Recently, the White House stated that Malia Obama, President Obama’s eldest daughter, will attend Harvard after taking a “gap year.” For those who are not familiar with the term, a gap year is a break between high school and college, during which students can volunteer, work, travel, or do many other activities. Gap years have become more popular over the years, and now there’s even an American Gap Association that informs students about various opportunities. As this trend starts to pick up, some students wonder whether a gap year is right for them. Well, here are some things to consider:
1) A gap year will often boost--not reduce--academic momentum.
There is a common concern among students and parents that a gap year will be detrimental to student academic progress. If a high schooler decides to take a year off to travel around the world, then they probably won’t want to go back to the chaos of a classroom, right? Not quite. According to a study conducted by Sydney University, students actually see a “real boost in performance at the first semesters at university” when they take a year off from school. Also, students feel that their career plans are “crystallized,” adding to motivation. Not only that, schools like Harvard and Princeton even encourage students to do a gap year. (Princeton’s program is called Bridge Year.)
When students spend a year working in their desired field, volunteering in a community, or even working a 9-to-5 job, they gain experience and perspective that many first-year college students lack. What seems like a counter-intuitive move to stop in the middle of an academic career is actually a useful reminder to students that they will ultimately be living in the real world, not a stack of books, once they complete their studies.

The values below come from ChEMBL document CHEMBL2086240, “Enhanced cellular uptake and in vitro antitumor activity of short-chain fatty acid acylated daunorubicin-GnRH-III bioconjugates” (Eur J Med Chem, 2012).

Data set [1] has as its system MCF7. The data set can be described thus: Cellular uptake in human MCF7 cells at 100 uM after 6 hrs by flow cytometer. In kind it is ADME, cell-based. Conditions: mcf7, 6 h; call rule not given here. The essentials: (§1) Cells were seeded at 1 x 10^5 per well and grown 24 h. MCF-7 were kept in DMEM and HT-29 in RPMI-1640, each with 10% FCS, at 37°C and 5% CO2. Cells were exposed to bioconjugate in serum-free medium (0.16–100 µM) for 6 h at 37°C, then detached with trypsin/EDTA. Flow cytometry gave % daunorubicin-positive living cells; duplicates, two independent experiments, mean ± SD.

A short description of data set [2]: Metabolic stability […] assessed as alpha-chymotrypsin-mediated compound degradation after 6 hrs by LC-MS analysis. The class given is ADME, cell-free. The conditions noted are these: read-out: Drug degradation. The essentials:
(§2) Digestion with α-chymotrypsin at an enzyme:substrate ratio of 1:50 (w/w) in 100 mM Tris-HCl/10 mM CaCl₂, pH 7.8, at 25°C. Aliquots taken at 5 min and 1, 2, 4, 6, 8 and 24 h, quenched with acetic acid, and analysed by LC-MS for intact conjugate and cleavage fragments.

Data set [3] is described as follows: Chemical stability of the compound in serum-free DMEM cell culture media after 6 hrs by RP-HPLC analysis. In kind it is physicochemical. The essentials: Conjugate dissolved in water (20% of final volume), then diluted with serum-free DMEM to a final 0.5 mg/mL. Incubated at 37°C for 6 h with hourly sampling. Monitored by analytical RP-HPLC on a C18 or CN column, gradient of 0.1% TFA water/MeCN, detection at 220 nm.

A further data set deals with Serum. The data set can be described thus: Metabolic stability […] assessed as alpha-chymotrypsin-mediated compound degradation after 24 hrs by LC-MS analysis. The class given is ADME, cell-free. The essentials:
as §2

2) A gap year is an option for people of most, if not all, economic backgrounds.
The idea of taking a year off school to find your inner self may seem like a pricey endeavor. After all, who exactly will be footing the travel bills? For some, parents are more than willing to subsidize a gap year, but many others are not as fortunate. The price point can be a challenge for students who want to enter some accredited programs, but creativity on your part can eliminate the obstacle. For one, programs often offer financial aid opportunities. Also, you can view this year as an investment in your education and even your future career, a perspective that will hopefully make the costs seem worthwhile.
Additionally, universities like seeing students who take responsibility with their finances, especially with regards to tuition. It shows another level of maturation. So don't disregard the most obvious choice for a gap year activity: working a normal job. Whether you are working somewhere related to your field, or working in general to save for college, you will be gaining important experiences and making money. That can't be a bad thing, right?
3) A gap year should be organized and well planned.
Not all students need to take a gap year. Before making any hard commitments, you need to first determine if the gap year is right for you. Are you anxious to leave the classroom environment? Do you think language immersion will be useful for your future career? Do you need to gain perspective so you can make the best academic choices at college? These are some of the questions you can ask yourself. But, really, just be honest with yourself and treat this commitment as seriously as you would any other academic endeavor.
If you do decide to take a year off school between college and high school, then you need to determine if you will apply to colleges as a senior or wait until after the gap year is finished. Of these two choices, the recommendation is that you still apply as a senior, because you will have more resources at your disposal, such as guidance counselors and teachers who write rec letters. Also, many universities will allow you to defer your admission, so it makes sense to secure a spot at a university instead of dealing with applications after (or during) the gap year.
Here at B2A, we counsel students regarding all academic affairs, and the gap year is another area we specialize in. If you are considering a gap year between high school and college, ask to set up a meeting so we can review your options and whether or not a gap year would be best for your academic career.